Request Permission to Come Aboard

This is a continuation of a series of writings about my time in the Navy. The first in this series of posts can be found here or go here for the most recent. My ship was still out to sea when I arrived at the base in Subic Bay so I was checked into some temporary quarters until she arrived a couple days later. Walking up the ship's brow and going aboard for the first time was certainly a bit intimidating. Much of what I'd been taught up to now would come in useful at some point but I knew little about actual shipboard life. I didn't even know if I'd be prone to seasickness; how could I? Remember to salute the Officer of the Deck and request permission to come aboard I reminded myself. That much I knew for sure. It would've been easier if I was part of a larger group going through the same check-in process but I wasn't. I was with one other guy, David Vernor, who I barely knew and once we got on board we'd see little of each other. The crew seemed ve

Continued -- Musings of a Seaman Apprentice

This is a continuation of a series of posts I wrote a few months ago. I left Boot Camp for two weeks of leave/vacation back home before returning to Great Lakes Naval Training Center and Radar A-School north of Chicago in Waukegan, IL in the spring of 1976; I was 18. We'd receive our instruction in buildings 310 and 311. The training would last a few months and teach us the basics of tracking surface traffic, vector analysis (maneuvering board) to be able to recommend heading and speed changes to the bridge to avoid shipping, plotting air contacts, and radar navigation. We'd all been screened for the course and I believe we all successfully completed the training. The phosphorous-like display of the radar scope with its ever-present rotating sweep has changed a good deal over the years in comparison to the digital displays we use today. Little did I know then how much a part of my life monitoring a radar scope would become. Gone were the days of living in a barracks with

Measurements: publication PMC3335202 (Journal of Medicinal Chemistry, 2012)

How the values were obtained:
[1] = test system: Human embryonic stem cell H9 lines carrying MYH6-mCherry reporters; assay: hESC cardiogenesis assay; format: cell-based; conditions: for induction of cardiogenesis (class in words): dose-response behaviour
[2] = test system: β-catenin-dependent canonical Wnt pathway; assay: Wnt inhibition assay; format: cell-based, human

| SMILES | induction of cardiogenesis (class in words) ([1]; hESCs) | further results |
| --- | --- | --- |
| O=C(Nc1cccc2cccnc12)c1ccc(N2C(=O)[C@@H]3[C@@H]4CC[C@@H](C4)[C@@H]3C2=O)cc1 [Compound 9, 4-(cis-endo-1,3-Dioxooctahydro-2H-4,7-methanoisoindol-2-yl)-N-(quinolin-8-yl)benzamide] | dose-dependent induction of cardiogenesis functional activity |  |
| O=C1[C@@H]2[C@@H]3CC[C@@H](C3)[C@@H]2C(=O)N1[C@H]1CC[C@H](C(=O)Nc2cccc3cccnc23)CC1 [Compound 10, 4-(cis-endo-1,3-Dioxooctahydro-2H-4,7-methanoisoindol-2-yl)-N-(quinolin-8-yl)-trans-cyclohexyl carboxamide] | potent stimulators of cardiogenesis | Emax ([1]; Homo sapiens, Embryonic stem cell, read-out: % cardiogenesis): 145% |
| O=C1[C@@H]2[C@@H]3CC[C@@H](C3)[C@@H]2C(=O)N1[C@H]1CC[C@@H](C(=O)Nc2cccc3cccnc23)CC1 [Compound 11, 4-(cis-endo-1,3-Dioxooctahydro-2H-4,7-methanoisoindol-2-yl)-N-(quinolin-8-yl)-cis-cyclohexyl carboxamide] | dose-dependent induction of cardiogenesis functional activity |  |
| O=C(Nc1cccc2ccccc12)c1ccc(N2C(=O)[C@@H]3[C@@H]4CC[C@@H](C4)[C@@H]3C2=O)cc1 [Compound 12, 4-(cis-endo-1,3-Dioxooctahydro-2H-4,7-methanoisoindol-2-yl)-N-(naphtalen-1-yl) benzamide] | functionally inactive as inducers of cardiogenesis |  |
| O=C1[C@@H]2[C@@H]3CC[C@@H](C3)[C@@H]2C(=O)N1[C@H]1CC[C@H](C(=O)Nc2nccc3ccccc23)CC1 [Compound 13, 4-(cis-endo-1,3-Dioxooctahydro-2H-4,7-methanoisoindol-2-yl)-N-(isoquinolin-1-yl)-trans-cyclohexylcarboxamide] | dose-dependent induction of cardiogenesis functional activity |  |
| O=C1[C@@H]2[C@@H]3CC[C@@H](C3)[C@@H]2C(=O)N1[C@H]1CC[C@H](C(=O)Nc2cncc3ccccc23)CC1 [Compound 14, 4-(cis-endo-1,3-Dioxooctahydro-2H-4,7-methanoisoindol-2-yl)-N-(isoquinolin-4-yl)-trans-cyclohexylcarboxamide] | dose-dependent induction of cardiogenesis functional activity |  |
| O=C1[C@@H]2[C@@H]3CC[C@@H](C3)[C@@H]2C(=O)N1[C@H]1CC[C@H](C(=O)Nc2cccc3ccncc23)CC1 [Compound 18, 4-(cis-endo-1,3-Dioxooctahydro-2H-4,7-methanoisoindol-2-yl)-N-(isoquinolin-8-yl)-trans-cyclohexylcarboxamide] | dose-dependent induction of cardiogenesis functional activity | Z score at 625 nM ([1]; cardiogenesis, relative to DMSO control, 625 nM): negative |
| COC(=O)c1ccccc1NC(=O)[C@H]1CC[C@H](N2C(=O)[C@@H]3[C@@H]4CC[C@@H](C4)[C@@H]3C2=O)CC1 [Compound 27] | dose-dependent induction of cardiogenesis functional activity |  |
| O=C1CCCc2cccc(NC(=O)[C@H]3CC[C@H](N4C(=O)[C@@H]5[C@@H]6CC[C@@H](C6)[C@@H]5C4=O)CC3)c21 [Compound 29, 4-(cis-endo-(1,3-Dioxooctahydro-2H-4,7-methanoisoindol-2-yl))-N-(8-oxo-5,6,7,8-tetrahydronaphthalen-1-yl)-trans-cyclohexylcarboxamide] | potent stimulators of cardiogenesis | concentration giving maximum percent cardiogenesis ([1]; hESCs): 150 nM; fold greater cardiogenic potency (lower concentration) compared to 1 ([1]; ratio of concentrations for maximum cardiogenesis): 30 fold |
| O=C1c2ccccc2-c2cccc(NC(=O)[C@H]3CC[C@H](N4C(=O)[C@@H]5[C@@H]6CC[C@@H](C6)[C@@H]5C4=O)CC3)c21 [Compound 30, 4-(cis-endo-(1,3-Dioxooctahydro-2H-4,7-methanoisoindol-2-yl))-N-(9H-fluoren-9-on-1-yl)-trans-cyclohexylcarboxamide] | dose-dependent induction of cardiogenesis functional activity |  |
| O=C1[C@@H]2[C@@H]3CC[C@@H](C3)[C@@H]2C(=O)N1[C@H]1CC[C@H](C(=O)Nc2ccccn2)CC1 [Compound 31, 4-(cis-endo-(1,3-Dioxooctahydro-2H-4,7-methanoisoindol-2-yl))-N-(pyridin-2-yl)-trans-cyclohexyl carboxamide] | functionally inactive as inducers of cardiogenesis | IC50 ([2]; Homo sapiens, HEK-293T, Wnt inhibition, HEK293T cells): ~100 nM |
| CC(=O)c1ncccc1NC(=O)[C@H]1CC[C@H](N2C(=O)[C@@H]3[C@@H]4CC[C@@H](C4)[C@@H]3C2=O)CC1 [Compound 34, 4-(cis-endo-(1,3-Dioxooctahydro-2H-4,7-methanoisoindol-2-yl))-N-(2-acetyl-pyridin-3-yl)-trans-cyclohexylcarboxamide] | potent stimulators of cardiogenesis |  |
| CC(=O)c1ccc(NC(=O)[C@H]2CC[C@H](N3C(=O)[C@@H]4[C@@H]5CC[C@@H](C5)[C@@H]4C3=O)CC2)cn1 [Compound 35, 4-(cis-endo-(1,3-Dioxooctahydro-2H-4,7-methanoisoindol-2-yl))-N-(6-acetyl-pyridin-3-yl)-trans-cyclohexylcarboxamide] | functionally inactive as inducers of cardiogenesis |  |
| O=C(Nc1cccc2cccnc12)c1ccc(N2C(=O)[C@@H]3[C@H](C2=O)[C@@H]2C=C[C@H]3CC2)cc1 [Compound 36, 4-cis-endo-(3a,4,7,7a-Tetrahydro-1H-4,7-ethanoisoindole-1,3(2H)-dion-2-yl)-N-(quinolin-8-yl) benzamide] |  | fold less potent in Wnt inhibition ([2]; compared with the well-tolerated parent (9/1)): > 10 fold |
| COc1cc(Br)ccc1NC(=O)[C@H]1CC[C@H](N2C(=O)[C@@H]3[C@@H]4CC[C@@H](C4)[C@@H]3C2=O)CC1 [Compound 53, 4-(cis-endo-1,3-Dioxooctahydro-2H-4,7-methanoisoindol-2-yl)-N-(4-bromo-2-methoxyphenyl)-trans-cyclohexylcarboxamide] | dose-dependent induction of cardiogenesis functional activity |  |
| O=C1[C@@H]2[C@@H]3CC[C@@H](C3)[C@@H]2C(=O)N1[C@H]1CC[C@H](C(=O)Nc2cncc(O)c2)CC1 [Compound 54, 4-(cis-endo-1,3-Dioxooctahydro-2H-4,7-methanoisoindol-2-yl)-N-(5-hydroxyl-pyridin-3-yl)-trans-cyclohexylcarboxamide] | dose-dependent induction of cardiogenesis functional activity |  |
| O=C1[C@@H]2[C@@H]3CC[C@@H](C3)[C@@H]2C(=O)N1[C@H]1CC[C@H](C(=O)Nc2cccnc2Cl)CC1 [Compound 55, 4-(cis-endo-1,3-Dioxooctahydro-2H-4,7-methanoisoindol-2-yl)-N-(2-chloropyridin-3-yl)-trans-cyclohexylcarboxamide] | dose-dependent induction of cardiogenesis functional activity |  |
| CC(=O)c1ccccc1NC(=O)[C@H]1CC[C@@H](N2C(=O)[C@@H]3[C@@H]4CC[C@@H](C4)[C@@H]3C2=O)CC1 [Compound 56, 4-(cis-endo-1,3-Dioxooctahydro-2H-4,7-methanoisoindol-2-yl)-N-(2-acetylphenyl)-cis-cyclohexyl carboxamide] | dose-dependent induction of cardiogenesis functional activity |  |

A Monkey Off My Back

Charlie's kennel time has been greatly reduced the past couple weeks as he earns his freedom more and more by messing in the house less and less. He's still not quite there but he's real close. Neither Toby nor Allie have ever exhibited dominance over one another but I do sense that Toby is feeling challenged by Charlie. In the past, if Toby ever growled at Charlie, Charlie would back down but lately, he's been holding his ground and standing up to Toby. Tammy had to come between them last week as neither one was backing off. Last night they went at it again with Toby coming out on top; literally. He held Charlie down for a few moments when their tiff was over to make certain they both knew who was top dog. Charlie doesn't appear to be taking any of this very seriously though as he shakes it off and continues pestering them both . I took three days away from work this past week and used them to get a monkey off my back. My original thought was that I'd onl